Unique in France, the Master 2 “Economics and Human Sciences: Epistemology, Methods, Theories” at the University of Paris 1 Panthéon-Sorbonne focuses on the epistemology of economics and on the recent history of the discipline. It offers a training programme that allows students to question the changing and complex relations between economics and other disciplines, both to understand the conditions of knowledge production and use in the academic sphere and to shed light on the normative dimensions and political uses of theories.
The relations that economics has with the other human and social sciences, as with the natural sciences, mathematics and, more recently, computer sciences, are an integral part of the history of the discipline and of the debates that have shaped it. More than ever in the last half-century, the objects and methods of economics have been influenced by other disciplines and are in turn redefining the ways in which economic and public policies are legitimised.
Three key developments in economic epistemology have characterised the evolution of the discipline in recent decades. The first fact concerns the relationship of economics to philosophy. The normative dimension of economic hypotheses, theories and policies, which was once underpinned by the privileged links between political economy and moral and political philosophy, was considerably transformed in the mid-20th century. Normative issues have since been reinvested by certain fields of the discipline (social choice, decision theory, ecological economics, health economics, legal economics, etc.), thus engaging in a lively and renewed dialogue with philosophy.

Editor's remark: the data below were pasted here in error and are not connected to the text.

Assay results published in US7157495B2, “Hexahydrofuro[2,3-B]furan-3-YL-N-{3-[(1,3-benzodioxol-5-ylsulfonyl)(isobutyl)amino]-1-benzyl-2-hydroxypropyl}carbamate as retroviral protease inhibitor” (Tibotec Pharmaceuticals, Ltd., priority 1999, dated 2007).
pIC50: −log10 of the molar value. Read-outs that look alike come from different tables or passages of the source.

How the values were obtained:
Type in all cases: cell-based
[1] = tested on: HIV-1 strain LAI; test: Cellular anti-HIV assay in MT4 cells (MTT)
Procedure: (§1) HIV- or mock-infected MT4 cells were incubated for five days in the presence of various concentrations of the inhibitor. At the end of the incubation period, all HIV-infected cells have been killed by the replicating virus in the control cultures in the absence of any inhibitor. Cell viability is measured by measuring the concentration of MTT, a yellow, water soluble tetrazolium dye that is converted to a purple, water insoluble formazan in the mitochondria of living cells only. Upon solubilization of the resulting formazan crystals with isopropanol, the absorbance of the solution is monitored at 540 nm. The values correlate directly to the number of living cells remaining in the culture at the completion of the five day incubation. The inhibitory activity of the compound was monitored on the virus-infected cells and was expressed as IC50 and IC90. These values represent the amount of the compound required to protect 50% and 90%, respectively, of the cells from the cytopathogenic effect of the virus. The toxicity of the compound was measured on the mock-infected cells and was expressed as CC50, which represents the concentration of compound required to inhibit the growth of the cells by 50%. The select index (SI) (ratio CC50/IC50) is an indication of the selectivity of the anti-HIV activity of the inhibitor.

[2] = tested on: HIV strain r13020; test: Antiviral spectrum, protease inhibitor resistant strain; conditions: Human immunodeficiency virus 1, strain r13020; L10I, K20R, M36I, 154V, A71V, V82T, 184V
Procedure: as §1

The second important fact concerns the economist’s tools and data. In the space of thirty years, the range of tools and methodologies available to the economic researcher has expanded: almost all fields of economic theory now give a role to experiments (laboratory, field, natural). Many fields produce results through the use of big data. Programmes allowing simulations to be carried out have multiplied, to assist in the study of complex systems. The effect of all these transformations is to modify the conditions of production of economic facts, leading economists to shift their attention to new objects and to produce relevant data, thanks to the ever more advanced use of information technologies.
The third fact concerns the relationship between the economic and the political. Directly or indirectly, economic theories and analyses produce evaluations of social states. They play a role in promoting radical transformations of the economic system or specific policies in a given field. In order to understand how economic theories and representations can influence social actors, it is necessary to analyse the social construction and legitimisation of economists’ interventions in the public sphere. The epistemology of economics should allow us to reflect on the specific roles of language and narrative devices at all levels of the production and implementation of knowledge, from the laboratory to the courtroom, from academic journals to social networks. Particular attention is paid to the role of expertise in the public sphere.
The aim of the Master 2 ESH is therefore to offer a complete and diversified programme on the foundations and methods of recent economic theory. It highlights the relations with other disciplines (psychology, law, sociology, environmental sciences), reflection on the social contexts of production and dissemination of knowledge, and the natural links of economics with philosophy. Finally, it offers students the possibility of acquiring thematic and methodological skills specifically adapted to their research and professional projects and to their thematic sensibilities. A wide choice of courses or seminars from other programmes is offered (with a limited number of places) and it is also possible to take courses from the Master 2 Histoire de la pensée économique at the University of Paris 1.